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    2. MournemanMichael20 April 2017 at 16:13

      Hard to tell how much you both know and understand about humanist thinking Robert. But simply based on your post, I suspect relatively little.
      A humanist perspective questions much and rather than dependently relying on handed down faith based beliefs (for which there are no proofs other than inculcated faith) seeks understanding of humanity's origins, development and destiny through observation and reason.
      It's a fact that we humanists ask difficult questions for a deist to answer and our refusal to be sidetracked with faith based 'red herrings ' can be misinterpreted.
      I think you may be a newcomer to the site, so welcome and I wish you well in pursuing truth and understanding.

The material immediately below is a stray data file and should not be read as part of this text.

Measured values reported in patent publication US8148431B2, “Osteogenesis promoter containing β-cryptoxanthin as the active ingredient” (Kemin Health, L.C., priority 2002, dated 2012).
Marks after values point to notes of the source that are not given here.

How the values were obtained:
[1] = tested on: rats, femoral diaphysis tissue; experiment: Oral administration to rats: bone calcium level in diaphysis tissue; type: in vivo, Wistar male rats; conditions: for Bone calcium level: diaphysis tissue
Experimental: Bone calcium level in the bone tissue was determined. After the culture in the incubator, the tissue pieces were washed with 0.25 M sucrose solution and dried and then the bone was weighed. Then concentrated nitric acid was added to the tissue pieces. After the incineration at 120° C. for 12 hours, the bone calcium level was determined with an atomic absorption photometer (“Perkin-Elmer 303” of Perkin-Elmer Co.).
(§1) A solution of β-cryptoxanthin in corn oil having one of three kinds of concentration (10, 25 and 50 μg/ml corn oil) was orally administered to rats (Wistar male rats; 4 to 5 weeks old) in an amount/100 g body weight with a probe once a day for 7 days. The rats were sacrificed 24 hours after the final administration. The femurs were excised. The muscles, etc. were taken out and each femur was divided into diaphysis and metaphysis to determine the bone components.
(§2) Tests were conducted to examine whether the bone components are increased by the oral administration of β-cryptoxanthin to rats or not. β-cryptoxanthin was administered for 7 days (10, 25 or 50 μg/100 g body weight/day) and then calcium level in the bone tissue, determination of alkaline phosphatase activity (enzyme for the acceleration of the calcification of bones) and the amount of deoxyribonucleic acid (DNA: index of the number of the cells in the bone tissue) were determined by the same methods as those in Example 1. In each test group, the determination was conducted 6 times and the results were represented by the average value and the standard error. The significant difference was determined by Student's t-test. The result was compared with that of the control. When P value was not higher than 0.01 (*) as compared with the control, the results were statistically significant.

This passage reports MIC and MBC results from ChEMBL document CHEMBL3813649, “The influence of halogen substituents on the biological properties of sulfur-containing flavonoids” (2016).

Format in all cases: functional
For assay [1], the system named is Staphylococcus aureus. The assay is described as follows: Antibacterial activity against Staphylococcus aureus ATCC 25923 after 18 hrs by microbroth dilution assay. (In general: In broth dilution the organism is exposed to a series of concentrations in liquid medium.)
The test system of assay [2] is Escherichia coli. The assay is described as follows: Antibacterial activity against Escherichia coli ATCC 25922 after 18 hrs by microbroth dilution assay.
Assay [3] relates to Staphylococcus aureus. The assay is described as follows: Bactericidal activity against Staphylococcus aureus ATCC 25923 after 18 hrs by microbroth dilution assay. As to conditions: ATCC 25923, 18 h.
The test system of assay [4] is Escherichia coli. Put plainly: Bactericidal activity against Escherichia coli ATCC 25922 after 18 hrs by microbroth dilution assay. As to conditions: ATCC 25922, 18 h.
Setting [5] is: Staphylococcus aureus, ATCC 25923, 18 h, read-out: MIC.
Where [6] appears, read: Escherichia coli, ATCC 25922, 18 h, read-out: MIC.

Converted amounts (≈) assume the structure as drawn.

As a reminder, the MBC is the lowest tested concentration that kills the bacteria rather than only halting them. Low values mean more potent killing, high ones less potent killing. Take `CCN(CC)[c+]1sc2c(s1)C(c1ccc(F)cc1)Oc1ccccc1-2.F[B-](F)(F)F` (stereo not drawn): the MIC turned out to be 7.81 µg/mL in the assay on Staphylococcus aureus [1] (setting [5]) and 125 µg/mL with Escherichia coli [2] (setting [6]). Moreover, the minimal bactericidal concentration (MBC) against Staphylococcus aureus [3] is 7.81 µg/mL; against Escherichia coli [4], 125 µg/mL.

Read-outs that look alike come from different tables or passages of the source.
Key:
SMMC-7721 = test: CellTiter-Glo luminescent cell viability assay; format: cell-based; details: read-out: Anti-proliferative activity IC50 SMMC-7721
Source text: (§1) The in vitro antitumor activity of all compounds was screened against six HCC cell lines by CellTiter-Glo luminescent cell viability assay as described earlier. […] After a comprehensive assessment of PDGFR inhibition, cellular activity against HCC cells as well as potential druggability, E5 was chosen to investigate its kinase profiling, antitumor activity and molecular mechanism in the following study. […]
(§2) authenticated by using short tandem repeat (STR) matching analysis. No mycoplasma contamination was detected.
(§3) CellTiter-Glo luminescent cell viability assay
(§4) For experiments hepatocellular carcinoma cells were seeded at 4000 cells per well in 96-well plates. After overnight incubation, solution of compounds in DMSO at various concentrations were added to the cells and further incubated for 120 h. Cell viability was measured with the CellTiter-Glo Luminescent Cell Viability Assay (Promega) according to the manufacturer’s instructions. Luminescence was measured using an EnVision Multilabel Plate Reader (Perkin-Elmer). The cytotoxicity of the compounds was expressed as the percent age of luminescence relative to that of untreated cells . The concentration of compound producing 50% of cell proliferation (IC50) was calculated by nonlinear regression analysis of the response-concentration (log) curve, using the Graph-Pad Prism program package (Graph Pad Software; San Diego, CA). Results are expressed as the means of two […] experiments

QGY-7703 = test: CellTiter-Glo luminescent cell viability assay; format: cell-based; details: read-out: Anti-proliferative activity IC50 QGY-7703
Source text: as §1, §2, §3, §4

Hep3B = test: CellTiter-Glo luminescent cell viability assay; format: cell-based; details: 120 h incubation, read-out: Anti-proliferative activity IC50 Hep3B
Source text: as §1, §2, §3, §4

MMM

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    3. Is that blasted grammarian about? I typed 'your' in place of 'you're' at 15:05.

      Can I ever be forgiven?!

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    4. To poster at 15.05
      The correct version is "You're in a glasshouse" in this case. (Sorry MC, but I'm afraid the blog "you're" police strike without fear or favour. Take it on the chin,man!)

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    5. How shall I ever live this down? The world now knows the truth: M-A-G-N-A I-S F-L-A-W-E-D.

      Magna off for a lie-down.

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    6. To poster at 11.47
      I suggest ".. in principle at least." as the form of the word needed.

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  11. Too many school teachers on here